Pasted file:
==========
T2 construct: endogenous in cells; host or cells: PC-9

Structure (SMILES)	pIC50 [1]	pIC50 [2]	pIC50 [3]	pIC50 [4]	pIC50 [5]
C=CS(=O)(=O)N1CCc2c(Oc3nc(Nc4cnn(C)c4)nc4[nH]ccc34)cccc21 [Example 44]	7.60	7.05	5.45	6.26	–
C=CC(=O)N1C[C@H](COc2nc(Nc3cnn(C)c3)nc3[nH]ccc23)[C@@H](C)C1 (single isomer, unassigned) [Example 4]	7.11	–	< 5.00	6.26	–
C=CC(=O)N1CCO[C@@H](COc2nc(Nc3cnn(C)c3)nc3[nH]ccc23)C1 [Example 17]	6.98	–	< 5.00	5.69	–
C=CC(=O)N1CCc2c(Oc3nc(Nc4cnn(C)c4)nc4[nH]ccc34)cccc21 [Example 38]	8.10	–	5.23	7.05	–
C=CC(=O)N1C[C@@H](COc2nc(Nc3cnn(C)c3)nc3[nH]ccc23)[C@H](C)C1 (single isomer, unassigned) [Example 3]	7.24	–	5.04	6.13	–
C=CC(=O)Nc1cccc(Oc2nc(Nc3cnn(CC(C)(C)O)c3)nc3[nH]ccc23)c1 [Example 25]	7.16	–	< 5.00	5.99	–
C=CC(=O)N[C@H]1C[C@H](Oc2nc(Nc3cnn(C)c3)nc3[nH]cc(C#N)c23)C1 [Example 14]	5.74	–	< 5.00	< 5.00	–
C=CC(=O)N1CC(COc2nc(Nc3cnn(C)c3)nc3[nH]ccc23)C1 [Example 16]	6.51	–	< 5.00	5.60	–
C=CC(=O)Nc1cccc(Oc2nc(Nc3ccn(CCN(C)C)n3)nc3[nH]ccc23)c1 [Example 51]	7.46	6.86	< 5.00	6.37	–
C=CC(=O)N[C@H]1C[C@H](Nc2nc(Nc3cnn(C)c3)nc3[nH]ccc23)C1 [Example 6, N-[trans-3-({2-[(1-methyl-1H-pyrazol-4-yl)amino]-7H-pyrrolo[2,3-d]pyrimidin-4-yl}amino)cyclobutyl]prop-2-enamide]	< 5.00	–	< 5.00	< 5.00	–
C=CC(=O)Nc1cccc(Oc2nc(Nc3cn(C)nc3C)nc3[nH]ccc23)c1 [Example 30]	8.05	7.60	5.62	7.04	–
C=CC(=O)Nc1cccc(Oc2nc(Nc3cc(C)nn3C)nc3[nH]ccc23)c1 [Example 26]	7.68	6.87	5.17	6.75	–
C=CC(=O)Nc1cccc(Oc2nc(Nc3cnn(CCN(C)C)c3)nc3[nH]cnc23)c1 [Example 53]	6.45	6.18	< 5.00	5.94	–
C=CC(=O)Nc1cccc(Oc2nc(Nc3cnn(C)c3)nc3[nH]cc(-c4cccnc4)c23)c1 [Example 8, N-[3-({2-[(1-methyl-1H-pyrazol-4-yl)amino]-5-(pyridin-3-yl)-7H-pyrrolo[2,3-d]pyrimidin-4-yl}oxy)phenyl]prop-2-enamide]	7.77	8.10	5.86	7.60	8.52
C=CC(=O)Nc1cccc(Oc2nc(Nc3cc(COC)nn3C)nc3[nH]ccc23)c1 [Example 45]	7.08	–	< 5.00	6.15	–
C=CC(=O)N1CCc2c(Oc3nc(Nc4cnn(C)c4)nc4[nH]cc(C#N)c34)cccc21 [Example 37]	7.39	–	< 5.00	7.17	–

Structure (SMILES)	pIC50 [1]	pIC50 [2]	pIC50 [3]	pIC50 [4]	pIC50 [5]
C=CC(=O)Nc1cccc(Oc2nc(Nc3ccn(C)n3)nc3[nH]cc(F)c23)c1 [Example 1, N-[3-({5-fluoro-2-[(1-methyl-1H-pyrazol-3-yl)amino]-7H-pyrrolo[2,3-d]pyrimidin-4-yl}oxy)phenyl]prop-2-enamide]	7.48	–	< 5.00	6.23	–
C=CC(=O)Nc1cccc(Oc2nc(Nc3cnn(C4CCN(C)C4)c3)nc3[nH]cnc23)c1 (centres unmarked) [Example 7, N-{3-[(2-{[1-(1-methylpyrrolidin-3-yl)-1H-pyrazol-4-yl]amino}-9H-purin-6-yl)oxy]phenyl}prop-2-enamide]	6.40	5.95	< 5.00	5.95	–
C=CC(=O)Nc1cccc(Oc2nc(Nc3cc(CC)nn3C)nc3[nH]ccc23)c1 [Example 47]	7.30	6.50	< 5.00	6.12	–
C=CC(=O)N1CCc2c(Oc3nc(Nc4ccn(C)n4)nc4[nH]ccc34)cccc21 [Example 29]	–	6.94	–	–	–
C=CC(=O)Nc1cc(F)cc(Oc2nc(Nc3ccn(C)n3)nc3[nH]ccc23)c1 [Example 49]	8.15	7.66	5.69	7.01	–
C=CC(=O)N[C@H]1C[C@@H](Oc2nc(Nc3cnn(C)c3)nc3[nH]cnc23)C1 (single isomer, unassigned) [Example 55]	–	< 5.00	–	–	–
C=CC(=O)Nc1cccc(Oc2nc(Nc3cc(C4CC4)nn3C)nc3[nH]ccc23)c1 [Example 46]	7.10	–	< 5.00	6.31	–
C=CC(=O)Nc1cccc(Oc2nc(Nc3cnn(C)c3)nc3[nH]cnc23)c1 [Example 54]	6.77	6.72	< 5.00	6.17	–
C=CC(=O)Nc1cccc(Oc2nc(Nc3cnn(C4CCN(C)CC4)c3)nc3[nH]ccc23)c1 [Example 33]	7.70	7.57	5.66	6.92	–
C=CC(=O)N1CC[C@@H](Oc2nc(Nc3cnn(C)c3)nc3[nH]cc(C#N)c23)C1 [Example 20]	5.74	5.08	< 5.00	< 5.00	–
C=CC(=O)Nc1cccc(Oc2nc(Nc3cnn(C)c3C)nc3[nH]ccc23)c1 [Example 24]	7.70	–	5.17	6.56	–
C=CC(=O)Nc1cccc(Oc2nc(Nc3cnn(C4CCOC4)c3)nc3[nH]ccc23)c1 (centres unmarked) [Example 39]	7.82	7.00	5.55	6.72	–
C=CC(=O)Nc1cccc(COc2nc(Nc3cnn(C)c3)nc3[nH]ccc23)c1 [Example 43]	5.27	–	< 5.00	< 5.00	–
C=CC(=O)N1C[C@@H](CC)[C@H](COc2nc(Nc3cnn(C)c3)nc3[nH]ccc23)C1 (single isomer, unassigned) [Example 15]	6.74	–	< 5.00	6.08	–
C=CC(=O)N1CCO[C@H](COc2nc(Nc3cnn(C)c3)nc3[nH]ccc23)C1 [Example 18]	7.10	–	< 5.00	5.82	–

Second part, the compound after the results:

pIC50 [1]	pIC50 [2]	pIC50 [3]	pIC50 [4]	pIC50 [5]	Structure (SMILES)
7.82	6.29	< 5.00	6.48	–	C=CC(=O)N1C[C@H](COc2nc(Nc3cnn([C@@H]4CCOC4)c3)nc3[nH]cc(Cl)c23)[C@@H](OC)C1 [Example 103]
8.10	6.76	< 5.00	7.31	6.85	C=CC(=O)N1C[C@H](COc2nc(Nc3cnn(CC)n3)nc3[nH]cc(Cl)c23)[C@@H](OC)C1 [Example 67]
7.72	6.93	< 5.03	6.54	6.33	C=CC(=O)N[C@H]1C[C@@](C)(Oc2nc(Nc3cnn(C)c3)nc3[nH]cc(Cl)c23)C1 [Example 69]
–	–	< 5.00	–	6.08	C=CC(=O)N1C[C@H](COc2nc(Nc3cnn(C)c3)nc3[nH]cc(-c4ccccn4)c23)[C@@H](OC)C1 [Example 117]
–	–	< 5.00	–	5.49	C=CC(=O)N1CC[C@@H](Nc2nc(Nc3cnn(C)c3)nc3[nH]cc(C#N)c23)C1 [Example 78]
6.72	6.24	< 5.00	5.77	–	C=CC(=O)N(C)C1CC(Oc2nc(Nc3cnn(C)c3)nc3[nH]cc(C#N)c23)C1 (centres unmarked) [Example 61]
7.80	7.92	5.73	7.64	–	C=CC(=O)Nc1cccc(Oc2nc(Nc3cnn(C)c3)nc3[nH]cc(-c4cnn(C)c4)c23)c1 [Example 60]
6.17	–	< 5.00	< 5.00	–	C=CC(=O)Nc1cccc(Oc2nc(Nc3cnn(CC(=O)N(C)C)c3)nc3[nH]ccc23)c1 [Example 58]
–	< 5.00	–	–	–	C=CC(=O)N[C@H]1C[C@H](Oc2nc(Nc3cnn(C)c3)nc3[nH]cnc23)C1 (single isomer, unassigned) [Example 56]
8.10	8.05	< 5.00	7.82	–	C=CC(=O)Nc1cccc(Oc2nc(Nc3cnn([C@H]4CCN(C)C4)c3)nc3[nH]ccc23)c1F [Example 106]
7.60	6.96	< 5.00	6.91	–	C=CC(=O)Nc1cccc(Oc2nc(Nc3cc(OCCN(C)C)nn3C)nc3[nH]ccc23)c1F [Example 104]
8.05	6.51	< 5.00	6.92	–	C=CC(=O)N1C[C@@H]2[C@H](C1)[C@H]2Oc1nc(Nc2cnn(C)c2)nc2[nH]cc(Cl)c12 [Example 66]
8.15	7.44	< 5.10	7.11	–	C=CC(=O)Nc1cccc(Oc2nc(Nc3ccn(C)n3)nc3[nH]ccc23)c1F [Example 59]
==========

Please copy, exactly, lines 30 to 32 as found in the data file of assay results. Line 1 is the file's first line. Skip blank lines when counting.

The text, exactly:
C=CC(=O)Nc1cccc(Oc2nc(Nc3cnn(C)c3C)nc3[nH]ccc23)c1 [Example 24]	7.70	–	5.17	6.56	–
C=CC(=O)Nc1cccc(Oc2nc(Nc3cnn(C4CCOC4)c3)nc3[nH]ccc23)c1 (centres unmarked) [Example 39]	7.82	7.00	5.55	6.72	–
C=CC(=O)Nc1cccc(COc2nc(Nc3cnn(C)c3)nc3[nH]ccc23)c1 [Example 43]	5.27	–	< 5.00	< 5.00	–